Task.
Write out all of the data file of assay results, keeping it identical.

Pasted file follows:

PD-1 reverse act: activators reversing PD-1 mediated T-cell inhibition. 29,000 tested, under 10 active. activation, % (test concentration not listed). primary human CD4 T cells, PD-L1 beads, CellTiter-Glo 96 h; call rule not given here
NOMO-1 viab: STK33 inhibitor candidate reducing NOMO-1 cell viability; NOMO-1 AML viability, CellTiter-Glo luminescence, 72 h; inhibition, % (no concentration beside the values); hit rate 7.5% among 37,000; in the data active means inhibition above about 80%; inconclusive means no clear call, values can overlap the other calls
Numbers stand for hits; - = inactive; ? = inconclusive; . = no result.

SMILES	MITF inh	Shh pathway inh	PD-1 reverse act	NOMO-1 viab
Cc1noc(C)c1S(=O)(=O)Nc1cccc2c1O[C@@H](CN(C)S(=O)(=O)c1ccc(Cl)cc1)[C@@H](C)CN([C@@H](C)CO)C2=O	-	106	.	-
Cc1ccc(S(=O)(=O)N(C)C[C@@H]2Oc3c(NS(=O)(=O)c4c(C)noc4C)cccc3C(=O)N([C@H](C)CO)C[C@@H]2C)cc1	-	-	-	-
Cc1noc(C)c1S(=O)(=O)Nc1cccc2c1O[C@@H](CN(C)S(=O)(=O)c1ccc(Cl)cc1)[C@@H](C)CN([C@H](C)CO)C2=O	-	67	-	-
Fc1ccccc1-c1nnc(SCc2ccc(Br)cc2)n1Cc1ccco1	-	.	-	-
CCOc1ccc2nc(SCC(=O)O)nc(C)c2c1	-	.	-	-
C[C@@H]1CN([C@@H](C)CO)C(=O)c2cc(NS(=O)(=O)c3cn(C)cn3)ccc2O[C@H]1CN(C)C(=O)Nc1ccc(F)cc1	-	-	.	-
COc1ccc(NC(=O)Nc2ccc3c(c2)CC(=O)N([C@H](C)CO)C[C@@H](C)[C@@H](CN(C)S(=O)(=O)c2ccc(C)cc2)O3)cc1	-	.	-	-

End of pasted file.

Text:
PD-1 reverse act: activators reversing PD-1 mediated T-cell inhibition. 29,000 tested, under 10 active. activation, % (test concentration not listed). primary human CD4 T cells, PD-L1 beads, CellTiter-Glo 96 h; call rule not given here
NOMO-1 viab: STK33 inhibitor candidate reducing NOMO-1 cell viability; NOMO-1 AML viability, CellTiter-Glo luminescence, 72 h; inhibition, % (no concentration beside the values); hit rate 7.5% among 37,000; in the data active means inhibition above about 80%; inconclusive means no clear call, values can overlap the other calls
Numbers stand for hits; - = inactive; ? = inconclusive; . = no result.

SMILES	MITF inh	Shh pathway inh	PD-1 reverse act	NOMO-1 viab
Cc1noc(C)c1S(=O)(=O)Nc1cccc2c1O[C@@H](CN(C)S(=O)(=O)c1ccc(Cl)cc1)[C@@H](C)CN([C@@H](C)CO)C2=O	-	106	.	-
Cc1ccc(S(=O)(=O)N(C)C[C@@H]2Oc3c(NS(=O)(=O)c4c(C)noc4C)cccc3C(=O)N([C@H](C)CO)C[C@@H]2C)cc1	-	-	-	-
Cc1noc(C)c1S(=O)(=O)Nc1cccc2c1O[C@@H](CN(C)S(=O)(=O)c1ccc(Cl)cc1)[C@@H](C)CN([C@H](C)CO)C2=O	-	67	-	-
Fc1ccccc1-c1nnc(SCc2ccc(Br)cc2)n1Cc1ccco1	-	.	-	-
CCOc1ccc2nc(SCC(=O)O)nc(C)c2c1	-	.	-	-
C[C@@H]1CN([C@@H](C)CO)C(=O)c2cc(NS(=O)(=O)c3cn(C)cn3)ccc2O[C@H]1CN(C)C(=O)Nc1ccc(F)cc1	-	-	.	-
COc1ccc(NC(=O)Nc2ccc3c(c2)CC(=O)N([C@H](C)CO)C[C@@H](C)[C@@H](CN(C)S(=O)(=O)c2ccc(C)cc2)O3)cc1	-	.	-	-